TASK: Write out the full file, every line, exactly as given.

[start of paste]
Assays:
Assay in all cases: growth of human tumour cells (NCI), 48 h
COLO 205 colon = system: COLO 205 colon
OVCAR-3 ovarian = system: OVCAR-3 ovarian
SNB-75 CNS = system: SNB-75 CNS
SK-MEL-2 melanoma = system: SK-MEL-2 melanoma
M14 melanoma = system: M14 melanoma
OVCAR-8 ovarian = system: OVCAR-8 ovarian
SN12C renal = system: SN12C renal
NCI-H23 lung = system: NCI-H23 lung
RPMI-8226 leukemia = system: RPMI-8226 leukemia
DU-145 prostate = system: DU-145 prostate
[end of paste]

Assays:
Assay in all cases: growth of human tumour cells (NCI), 48 h
COLO 205 colon = system: COLO 205 colon
OVCAR-3 ovarian = system: OVCAR-3 ovarian
SNB-75 CNS = system: SNB-75 CNS
SK-MEL-2 melanoma = system: SK-MEL-2 melanoma
M14 melanoma = system: M14 melanoma
OVCAR-8 ovarian = system: OVCAR-8 ovarian
SN12C renal = system: SN12C renal
NCI-H23 lung = system: NCI-H23 lung
RPMI-8226 leukemia = system: RPMI-8226 leukemia
DU-145 prostate = system: DU-145 prostate